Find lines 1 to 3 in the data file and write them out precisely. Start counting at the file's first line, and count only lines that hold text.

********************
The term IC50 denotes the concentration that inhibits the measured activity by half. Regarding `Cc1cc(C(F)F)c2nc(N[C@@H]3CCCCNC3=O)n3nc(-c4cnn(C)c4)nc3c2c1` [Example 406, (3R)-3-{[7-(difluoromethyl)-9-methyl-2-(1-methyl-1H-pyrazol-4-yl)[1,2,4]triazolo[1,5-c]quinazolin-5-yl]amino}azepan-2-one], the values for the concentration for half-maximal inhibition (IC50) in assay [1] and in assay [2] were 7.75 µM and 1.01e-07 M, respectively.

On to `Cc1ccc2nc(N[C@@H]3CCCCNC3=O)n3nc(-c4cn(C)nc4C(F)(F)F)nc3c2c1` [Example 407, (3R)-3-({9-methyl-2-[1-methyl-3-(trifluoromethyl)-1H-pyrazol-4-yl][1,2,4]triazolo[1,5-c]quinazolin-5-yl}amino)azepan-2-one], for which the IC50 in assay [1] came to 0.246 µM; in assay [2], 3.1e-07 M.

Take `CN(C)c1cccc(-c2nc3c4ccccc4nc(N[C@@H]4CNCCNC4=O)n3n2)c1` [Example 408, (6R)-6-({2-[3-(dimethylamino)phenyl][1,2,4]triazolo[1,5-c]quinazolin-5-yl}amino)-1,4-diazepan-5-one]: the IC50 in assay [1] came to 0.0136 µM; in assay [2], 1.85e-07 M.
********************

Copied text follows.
The term IC50 denotes the concentration that inhibits the measured activity by half. Regarding `Cc1cc(C(F)F)c2nc(N[C@@H]3CCCCNC3=O)n3nc(-c4cnn(C)c4)nc3c2c1` [Example 406, (3R)-3-{[7-(difluoromethyl)-9-methyl-2-(1-methyl-1H-pyrazol-4-yl)[1,2,4]triazolo[1,5-c]quinazolin-5-yl]amino}azepan-2-one], the values for the concentration for half-maximal inhibition (IC50) in assay [1] and in assay [2] were 7.75 µM and 1.01e-07 M, respectively.

On to `Cc1ccc2nc(N[C@@H]3CCCCNC3=O)n3nc(-c4cn(C)nc4C(F)(F)F)nc3c2c1` [Example 407, (3R)-3-({9-methyl-2-[1-methyl-3-(trifluoromethyl)-1H-pyrazol-4-yl][1,2,4]triazolo[1,5-c]quinazolin-5-yl}amino)azepan-2-one], for which the IC50 in assay [1] came to 0.246 µM; in assay [2], 3.1e-07 M.

Take `CN(C)c1cccc(-c2nc3c4ccccc4nc(N[C@@H]4CNCCNC4=O)n3n2)c1` [Example 408, (6R)-6-({2-[3-(dimethylamino)phenyl][1,2,4]triazolo[1,5-c]quinazolin-5-yl}amino)-1,4-diazepan-5-one]: the IC50 in assay [1] came to 0.0136 µM; in assay [2], 1.85e-07 M.